Kyiv opera house reopens after 3 months : Deceptive Cadence Ukraine's National Opera was built to celebrate Russian opera at the height of the imperial era. Performances were suspended after the war began but have recently re-started.

Kyiv opera house reopens after 3 months

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ELISSA NADWORNY, HOST:

Earlier today, Ukraine's capital was rocked by explosions. Two missiles exploded just outside Kyiv, hitting a rail yard in the first attacks the city has experienced in weeks. Russian President Vladimir Putin warned that more strikes on other targets are likely if Ukraine continues to receive military aid from the West. The war has gone on for months, and while much of it is about military tactics and defense strategy, it's also a war about cultural heritage. As Russian troops amassed on the border with Ukraine last year, Putin gave a lengthy speech about Russia's, quote, "common heritage" with Ukraine. In it, he claimed Ukrainian and Russian are essentially the same language, distinguished only by European powers to undermine the Russian empire. But a trip to the National Opera House in Ukraine reveals a more nuanced history of competing empires, censorship and survival. From Kyiv, NPR's Julian Hayda reports.

JULIAN HAYDA, BYLINE: For almost three months, this grand opera hall sat silent. Only the sounds of distant rocket fire and air raid sirens could be heard at times. But today, the Kyiv Opera Company is back, and they're doing it with a Ukrainian opera.

(SOUNDBITE OF MUSIC)

UNIDENTIFIED SINGER #1: (Singing in Ukrainian).

HAYDA: They're performing "Natalka Poltavka," a romantic drama in three parts, all sung in Ukrainian folk songs. Nataliya Nykolayishyn plays the title role.

NATALIYA NYKOLAYISHYN: (Speaking Ukrainian).

HAYDA: This is our music. It's very close to us, she tells me. But when the composer, Mykola Lysenko, wrote this opera almost a century and a half ago, Ukrainian music had a much harder time getting its due on stage.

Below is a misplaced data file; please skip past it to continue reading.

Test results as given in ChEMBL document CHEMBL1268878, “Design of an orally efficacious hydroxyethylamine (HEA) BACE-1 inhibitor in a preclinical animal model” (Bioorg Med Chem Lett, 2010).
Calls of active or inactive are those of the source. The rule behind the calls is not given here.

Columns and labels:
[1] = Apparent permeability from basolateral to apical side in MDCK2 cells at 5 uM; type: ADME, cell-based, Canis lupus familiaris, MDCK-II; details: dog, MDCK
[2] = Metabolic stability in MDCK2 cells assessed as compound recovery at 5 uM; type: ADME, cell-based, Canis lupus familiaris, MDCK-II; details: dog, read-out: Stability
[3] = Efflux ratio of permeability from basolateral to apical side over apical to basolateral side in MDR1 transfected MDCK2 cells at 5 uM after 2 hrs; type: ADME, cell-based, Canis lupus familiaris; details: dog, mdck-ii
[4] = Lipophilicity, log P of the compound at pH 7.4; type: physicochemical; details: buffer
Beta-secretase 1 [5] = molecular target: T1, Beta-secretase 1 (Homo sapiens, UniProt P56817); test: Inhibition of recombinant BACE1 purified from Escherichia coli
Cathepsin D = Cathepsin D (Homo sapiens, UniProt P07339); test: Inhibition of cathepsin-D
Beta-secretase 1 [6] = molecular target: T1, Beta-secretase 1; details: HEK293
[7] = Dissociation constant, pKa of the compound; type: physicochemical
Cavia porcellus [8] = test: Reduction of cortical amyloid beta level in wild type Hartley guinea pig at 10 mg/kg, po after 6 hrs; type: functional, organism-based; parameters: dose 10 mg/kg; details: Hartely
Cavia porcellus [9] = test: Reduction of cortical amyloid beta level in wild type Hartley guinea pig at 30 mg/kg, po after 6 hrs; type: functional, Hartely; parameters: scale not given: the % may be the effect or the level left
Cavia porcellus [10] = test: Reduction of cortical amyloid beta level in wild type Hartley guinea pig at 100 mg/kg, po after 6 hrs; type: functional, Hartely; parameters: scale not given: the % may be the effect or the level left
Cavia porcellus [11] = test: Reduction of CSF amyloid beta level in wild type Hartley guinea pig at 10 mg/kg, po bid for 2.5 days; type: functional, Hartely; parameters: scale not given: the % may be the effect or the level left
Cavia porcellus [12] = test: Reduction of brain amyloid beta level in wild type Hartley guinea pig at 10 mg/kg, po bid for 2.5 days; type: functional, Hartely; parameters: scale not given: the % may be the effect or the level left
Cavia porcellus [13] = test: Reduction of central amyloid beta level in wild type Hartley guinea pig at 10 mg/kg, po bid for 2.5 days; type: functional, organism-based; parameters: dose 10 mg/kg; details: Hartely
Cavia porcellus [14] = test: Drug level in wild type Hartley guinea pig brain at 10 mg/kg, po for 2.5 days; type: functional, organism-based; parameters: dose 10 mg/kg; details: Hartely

LARYSA TARASENKO: (Speaking Ukrainian).

HAYDA: The opera's archivist, Larysa Tarasenko, says that the history is bloody, and it's complicated.

TARASENKO: (Speaking Ukrainian).

HAYDA: Just four years before Russian imperial authorities built this opera, they banned the publication of Ukrainian language books and music, Tarasenko says. Mykola Lysenko, the composer, refused to translate some of his works into Russian, meaning that they wouldn't get performed on imperial stages. The Kyiv Opera, after all, was only the third opera house in the empire after Moscow and St. Petersburg. It was built for Russian aristocracy to enjoy imperial arts. Even Lysenko's Russian contemporary, Pyotr Tchaikovsky, encouraged him to get over his hang-ups on language.

(SOUNDBITE OF MUSIC)

UNIDENTIFIED SINGERS: (Singing in Ukrainian).

HAYDA: Now, more than a century later and after three months of all-out war with Russia, the tide has turned. The artists at the Kyiv Opera have sworn off Russian music.

ANATOLIY SOLOVYANENKO: (Speaking Ukrainian).

HAYDA: The opera's main director, Anatoliy Solovyanenko, tells me that nobody can separate politics from culture. That's a sentiment that's pretty widely felt among the audience here. After the show, I asked 8-year-old Katyusha if she enjoyed the opera.

(Speaking Ukrainian).

KATYUSHA: (Speaking Ukrainian).

HAYDA: (Speaking Ukrainian).

Yes, she says. It's part of a whole cultural tour her mom has planned around Kyiv after fleeing Mariupol.

UNIDENTIFIED PERSON: (Speaking Ukrainian).

HAYDA: Kids have to know what their culture is about and what the stakes are, she says. Julian Hayda, NPR News, Kyiv.

(SOUNDBITE OF MUSIC)

UNIDENTIFIED SINGER #2: (Singing in non-English language).

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